Reception

April 21, 2016 • Barrett Art Center • 55 Noxon Street, Poughkeepsie, NY • 6:00 - 8:00 pm

RSVP required


Summit agenda

April 22, 2016 • Vassar College • Villard Room • 8:00 am - 5:00 pm

Registration Required

 

Registration & Coffee in the Rose Parlor - 8:00am - 9:00am

Enjoy coffee from North River Roasters, Poughkeepsie's very own coffee roaster!

 

Part I - Plenary Sessions - 9:00am - 12:00pm

Opening Statement: #Poughtential: Building a Positive and Vibrant Poughkeepsie

Joint Welcome Remarks

Keynote Address - What is Community-Wealth Building?

Based in Cleveland, Ohio, the Democracy Collaborative is a national leader in equitable, inclusive and sustainable development through Community Wealth Building. This initiative sustains a wide range of Advisory, Research and Field Building activities designed to transform the practice of community/economic development in the United States. 

In this keynote address, Jessica Bonanno will introduce community wealth-building as a model and speak about successful examples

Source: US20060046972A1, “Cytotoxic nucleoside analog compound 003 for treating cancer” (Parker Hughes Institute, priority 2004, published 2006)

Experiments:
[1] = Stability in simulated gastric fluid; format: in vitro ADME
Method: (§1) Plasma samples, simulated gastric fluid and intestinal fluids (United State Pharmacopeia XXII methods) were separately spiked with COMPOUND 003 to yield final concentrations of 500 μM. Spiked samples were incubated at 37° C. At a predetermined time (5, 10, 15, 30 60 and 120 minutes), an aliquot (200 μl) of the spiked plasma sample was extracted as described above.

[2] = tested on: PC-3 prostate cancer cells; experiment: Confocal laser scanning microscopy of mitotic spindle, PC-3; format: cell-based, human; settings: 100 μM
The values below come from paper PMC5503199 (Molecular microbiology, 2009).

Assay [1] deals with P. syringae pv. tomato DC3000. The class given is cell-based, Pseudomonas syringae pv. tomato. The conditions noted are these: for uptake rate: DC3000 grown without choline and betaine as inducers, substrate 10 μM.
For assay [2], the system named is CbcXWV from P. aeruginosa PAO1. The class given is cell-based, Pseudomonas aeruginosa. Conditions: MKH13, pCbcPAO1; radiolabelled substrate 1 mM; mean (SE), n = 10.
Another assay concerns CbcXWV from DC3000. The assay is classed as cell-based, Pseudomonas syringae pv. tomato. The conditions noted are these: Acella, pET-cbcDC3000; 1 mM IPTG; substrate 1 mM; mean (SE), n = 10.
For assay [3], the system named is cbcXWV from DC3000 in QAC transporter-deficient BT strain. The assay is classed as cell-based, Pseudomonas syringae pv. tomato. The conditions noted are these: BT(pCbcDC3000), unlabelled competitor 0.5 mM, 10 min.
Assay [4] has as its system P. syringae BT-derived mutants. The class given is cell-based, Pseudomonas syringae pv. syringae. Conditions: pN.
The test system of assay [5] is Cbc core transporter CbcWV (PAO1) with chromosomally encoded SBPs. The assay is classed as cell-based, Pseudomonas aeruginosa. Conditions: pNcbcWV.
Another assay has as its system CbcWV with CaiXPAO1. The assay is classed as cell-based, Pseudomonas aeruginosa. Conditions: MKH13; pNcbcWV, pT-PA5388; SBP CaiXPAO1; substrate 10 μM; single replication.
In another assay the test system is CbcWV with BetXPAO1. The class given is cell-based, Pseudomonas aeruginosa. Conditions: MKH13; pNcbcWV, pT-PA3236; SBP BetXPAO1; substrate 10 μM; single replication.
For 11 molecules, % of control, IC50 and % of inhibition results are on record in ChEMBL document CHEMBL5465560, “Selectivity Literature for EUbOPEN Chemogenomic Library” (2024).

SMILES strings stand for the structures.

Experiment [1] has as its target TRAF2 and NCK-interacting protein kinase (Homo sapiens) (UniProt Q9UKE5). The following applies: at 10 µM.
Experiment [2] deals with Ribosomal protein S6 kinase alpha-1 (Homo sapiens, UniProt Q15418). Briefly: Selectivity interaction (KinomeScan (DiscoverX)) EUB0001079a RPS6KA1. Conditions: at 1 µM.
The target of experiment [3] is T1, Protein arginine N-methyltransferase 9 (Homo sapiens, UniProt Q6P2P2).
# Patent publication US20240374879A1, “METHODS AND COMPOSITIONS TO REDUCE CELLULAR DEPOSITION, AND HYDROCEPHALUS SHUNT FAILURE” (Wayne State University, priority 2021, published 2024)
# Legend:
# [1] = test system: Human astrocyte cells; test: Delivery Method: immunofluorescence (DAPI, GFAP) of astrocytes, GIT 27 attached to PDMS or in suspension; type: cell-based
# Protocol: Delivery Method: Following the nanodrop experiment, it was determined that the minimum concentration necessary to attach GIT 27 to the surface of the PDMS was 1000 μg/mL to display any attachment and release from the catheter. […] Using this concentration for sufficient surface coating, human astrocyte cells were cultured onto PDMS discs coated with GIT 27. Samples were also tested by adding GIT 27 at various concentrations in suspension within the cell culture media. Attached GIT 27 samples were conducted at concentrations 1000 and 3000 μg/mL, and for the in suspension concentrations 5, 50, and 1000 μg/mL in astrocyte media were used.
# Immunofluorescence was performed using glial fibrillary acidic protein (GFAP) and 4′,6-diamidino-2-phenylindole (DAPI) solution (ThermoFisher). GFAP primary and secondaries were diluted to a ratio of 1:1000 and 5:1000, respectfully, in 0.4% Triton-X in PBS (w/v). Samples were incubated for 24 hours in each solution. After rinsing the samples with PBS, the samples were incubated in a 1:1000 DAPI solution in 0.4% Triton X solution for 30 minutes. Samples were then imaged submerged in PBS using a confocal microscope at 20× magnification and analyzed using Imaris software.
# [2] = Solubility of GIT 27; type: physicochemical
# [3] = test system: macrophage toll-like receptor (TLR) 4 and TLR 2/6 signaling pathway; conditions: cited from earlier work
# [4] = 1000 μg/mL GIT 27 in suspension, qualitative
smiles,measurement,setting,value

Community Wealth-Building and Local Economies

In this discussion, panelists will discuss the role that community wealth-building played in their city or institutions.

Panelists will discuss why anchor institution involvement in cities is important. As well as answer the question; how have other cities successfully collaborated to build community wealth? And what would the impact of a unified commitment of anchor institutions to the city of Poughkeepsie be?


Poughkeepsie Anchors

Representatives from hospitals, universities, nonprofits and arts organizations will share an overview of their institution’s vision of their involvement with the local community and economy.


Lunch - 12:00pm - 1:00pm

Price of lunch is included in the ticket registration. Enjoy!